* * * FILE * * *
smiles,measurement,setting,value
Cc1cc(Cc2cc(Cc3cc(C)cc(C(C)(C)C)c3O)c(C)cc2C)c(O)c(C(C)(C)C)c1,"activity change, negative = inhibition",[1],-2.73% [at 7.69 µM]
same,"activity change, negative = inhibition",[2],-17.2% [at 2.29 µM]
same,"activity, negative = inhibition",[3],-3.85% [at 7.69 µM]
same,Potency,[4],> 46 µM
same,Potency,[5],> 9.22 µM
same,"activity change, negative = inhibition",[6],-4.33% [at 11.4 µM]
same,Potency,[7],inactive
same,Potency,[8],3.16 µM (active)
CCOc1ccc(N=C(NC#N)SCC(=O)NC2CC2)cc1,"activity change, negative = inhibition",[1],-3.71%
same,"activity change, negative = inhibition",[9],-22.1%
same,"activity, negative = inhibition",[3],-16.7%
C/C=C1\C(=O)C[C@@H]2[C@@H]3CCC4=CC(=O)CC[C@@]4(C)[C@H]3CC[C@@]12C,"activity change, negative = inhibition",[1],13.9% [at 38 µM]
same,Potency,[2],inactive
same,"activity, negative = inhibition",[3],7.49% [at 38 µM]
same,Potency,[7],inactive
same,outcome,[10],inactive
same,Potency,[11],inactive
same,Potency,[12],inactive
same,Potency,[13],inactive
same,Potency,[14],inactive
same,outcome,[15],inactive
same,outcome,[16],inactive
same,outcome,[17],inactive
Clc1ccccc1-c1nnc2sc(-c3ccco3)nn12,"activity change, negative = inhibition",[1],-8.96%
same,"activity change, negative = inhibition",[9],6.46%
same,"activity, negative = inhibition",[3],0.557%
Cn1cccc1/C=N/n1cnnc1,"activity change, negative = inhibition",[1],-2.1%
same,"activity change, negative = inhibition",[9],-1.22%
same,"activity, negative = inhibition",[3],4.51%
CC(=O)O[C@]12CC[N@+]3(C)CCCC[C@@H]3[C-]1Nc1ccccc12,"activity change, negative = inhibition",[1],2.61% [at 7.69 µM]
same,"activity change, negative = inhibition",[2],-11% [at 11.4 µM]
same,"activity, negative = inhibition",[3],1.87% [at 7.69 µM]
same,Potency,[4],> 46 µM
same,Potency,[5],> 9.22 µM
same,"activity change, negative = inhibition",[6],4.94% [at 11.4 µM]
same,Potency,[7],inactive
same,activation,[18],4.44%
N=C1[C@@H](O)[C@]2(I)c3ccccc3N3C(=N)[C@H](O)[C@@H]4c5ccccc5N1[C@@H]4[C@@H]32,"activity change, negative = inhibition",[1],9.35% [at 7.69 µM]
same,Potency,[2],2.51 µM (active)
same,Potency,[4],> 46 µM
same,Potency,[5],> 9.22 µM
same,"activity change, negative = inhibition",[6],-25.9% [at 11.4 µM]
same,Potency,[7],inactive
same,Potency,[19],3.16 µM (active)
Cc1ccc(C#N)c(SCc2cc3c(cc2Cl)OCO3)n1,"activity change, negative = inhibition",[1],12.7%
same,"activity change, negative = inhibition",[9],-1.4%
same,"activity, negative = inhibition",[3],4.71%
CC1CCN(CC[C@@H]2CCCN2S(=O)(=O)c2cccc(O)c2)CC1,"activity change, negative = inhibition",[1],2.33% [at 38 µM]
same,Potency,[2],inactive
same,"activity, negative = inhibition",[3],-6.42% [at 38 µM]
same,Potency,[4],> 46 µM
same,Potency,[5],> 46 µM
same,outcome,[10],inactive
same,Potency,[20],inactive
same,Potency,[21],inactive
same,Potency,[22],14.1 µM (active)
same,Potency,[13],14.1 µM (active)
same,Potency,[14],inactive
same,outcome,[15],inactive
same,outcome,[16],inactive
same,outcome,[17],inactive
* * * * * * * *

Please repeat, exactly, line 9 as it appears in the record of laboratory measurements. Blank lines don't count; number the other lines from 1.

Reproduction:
same,Potency,[8],3.16 µM (active)